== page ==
Urea is a common nitrogen fertiliser and an ingredient in many lawn fertilisers. Slow-release forms such as sulphur-coated urea are especially popular for lawns and golf courses. Adding urea to your lawn helps increase nitrogen levels in the soil.
Just like any other plant, turf grass needs nitrogen for growth. Nitrogen shortage can cause leaf yellowing and make for thin, unhealthy grass. Once added to the lawn, the urea begins to break down through a chemical reaction that forms ammonia and carbon dioxide; the ammonia is turned into nitrate by soil bacteria and can serve as a source of nitrogen.
When it's first applied, each particle of urea initially increases the pH in its immediate surroundings; ultimately, however, urea reduces the pH of the soil. It also increases the nitrogen content, which is beneficial for the grass -- up to a point. Excess nitrogen causes reduced temperature tolerance and moisture stress, so overfertilizing is not typically beneficial.
If applied in excess, urea can "burn" or injure the grass and cause serious damage. Slow-release formulations such as sulphur- or resin-coated urea help circumvent this problem -- one of the reasons these formulations are popular for lawn and golf course use. In general, urea has less potential to "burn" turf grass than ammonium nitrate or sulphate.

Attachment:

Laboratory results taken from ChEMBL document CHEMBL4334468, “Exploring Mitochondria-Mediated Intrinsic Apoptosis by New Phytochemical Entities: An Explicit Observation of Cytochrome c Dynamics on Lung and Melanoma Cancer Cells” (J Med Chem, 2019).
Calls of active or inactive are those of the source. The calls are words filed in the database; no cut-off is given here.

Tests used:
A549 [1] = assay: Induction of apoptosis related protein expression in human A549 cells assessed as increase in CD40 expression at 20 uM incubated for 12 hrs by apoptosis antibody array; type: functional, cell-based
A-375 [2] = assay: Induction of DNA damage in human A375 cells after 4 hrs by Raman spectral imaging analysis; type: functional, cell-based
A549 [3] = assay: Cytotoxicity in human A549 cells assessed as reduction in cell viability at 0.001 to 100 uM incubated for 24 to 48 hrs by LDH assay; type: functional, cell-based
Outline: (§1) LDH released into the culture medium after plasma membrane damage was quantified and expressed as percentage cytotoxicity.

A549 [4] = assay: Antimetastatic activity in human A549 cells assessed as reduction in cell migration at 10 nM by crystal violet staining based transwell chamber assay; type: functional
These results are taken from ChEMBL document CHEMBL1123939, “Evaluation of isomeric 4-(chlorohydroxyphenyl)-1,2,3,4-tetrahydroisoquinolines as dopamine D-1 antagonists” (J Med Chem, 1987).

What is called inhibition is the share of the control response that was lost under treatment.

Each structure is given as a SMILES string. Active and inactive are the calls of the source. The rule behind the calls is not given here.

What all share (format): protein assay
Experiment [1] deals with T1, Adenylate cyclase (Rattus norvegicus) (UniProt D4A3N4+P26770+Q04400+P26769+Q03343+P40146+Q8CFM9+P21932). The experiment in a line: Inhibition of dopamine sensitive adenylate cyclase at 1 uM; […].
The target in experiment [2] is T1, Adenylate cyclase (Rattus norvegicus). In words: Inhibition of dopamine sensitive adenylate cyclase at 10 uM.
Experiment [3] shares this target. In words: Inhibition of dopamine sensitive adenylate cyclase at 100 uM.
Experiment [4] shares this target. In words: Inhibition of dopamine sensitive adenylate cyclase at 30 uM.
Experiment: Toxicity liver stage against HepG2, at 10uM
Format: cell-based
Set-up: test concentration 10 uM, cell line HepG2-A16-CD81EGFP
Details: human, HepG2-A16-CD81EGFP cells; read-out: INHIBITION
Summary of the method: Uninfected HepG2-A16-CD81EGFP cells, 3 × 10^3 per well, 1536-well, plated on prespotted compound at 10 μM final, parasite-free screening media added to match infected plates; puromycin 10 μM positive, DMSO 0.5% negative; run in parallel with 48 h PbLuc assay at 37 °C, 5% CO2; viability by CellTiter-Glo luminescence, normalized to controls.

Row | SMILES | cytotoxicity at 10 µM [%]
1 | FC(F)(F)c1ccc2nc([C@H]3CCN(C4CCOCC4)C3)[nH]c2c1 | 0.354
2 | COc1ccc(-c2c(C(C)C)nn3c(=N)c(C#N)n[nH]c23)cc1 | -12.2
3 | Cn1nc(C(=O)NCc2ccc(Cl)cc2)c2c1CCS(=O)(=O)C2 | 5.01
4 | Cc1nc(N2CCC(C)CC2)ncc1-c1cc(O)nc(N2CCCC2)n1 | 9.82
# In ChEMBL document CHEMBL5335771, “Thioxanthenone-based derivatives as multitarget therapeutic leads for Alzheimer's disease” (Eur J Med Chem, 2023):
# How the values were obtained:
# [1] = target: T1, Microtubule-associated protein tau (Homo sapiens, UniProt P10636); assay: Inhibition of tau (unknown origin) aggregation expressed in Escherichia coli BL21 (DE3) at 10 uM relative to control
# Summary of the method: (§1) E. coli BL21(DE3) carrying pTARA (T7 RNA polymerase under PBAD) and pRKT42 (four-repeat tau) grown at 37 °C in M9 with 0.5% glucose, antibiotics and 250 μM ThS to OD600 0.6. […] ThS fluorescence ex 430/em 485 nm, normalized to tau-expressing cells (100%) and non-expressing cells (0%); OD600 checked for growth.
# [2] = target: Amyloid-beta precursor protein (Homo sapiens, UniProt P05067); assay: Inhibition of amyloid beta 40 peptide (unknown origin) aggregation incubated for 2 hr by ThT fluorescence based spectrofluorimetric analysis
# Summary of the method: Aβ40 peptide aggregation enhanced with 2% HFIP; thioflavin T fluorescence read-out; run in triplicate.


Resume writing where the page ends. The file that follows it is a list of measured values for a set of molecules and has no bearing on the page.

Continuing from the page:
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- University of Rhode Island Landscape Horticulture Program: Developing a Fertility Program for Lawns
- University of Minnesota Extension: Fertilizer Urea
- University of Minnesota Extension: Responsible Fertilizer Practices for Lawns
- Purdue University: Kentucky Bluegrass Lawn Turf Response to Three Autumn Applied Urea Sources, 2003